Parenting Instructor: Making a happy home isn’t like flipping on a light switch.
Cletus: Light switch??
– The Simpsons
Originally, there weren’t a whole lot of light switches (or, indeed, electrical outlets) in this house. Most of the lights would have been on pullchains, and the switches are generally retrofitted. But our living room had a switch that was original in its entirety, from the wiring to the plate.
Push button switches were standard in the 1920s, and this plate contained one that was still operating (for the porch light) and one that was jammed. (The light for the jammed switch had been removed and the live wires plastered over, but that’s a story for another time.)
When we rewired the porch and living room lights, I wanted to keep the brass plate for these switches and the outlet plate below it on the wall. I liked the patina, and given some of the stupid things that had been done to the house over the years, the fact that the plates were still there was a bit of a triumph.
But how to use a push-button switch plate in a post-push-button world? Well, there’s a whole reproduction-hardware economy built around first-world problems like these! We replaced the old push buttons with these from Classic Accents.
These don’t have quite the operational “CLUNK” of the original, but they look virtually identical — and hey, they’re UL-listed, so they turn the lights on and off safely. Bonus! I’ve also seen rebuilt originals (check ebay) and some non-UL-listed reproductions if you are shopping.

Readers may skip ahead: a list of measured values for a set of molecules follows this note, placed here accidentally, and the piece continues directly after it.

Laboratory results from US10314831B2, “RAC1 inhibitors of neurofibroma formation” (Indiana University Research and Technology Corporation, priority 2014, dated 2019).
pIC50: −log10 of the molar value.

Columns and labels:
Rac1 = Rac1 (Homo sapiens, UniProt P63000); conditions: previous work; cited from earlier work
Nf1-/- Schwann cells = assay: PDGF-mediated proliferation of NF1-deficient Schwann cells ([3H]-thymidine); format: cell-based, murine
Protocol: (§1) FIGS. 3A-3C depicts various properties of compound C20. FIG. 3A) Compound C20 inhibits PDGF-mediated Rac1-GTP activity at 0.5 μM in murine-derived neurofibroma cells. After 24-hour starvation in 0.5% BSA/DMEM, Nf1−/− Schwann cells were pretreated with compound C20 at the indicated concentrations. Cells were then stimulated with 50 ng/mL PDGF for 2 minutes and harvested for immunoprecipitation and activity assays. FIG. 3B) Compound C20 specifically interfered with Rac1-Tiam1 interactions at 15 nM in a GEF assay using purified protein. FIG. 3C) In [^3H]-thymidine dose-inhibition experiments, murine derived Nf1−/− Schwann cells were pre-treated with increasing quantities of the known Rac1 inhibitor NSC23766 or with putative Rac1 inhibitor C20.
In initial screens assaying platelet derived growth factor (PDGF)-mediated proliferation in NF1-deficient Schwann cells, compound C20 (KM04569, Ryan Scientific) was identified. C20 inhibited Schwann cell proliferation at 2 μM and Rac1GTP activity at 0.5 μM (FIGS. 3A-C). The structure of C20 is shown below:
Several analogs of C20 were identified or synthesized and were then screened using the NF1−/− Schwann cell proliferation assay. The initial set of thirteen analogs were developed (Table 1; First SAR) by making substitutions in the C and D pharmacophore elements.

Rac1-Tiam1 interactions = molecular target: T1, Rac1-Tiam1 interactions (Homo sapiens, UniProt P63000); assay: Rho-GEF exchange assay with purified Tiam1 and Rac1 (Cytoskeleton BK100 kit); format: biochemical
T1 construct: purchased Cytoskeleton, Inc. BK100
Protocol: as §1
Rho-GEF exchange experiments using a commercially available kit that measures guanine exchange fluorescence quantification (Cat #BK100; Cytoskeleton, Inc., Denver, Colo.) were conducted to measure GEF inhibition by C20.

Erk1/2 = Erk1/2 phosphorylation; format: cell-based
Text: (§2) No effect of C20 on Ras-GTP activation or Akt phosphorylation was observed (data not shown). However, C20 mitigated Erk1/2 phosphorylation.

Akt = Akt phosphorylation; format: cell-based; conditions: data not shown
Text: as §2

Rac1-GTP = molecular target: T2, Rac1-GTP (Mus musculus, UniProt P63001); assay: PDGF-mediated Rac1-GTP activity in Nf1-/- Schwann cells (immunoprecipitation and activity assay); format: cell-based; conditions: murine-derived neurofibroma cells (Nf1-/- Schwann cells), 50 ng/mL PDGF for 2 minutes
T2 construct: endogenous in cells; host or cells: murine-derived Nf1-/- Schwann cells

After we got that bit of wiring done, Kev said, “Hey, wouldn’t it be nice to make the other plates in here match the originals?” I said, “Are you taking the role of Stacey in the play today?” and started looking for brass switch and outlet plates. They are out there, but for more than I wanted to pay — plus, no patina. But at the salvage places, brass covers are about $4 a pop. They are often paint-coated, but pop ’em in the Crockpot, and it’s instant history time.
When using vintage switch covers, you may need to change the switch itself. The hole for a regular switch is a tiny bit smaller than the current standard. Switches with the plastic box surrounding the switch are just a titch too big for the vintage plates.
What you want is the fatter switches that look bigger overall, but without the casing around them (which has nothing to do with function in any event).
If you need to do it, changing switches is easy, but be careful and follow all safety precautions.
Old metal outlet covers will fit standard electrical receptacles with no trouble (and if needed, you can find double-gang covers with some patience). For either switch or outlet covers, if you don’t have brass flat-head screws, you can fake it by painting the screwheads on the standard fasteners you remove with the plastic plates.
These vintage covers are a quick, easy and cheap way to restore a bit of character to an old home. It’s one of the easiest restoration projects you can do — and with an old house, those easy projects don’t come along often!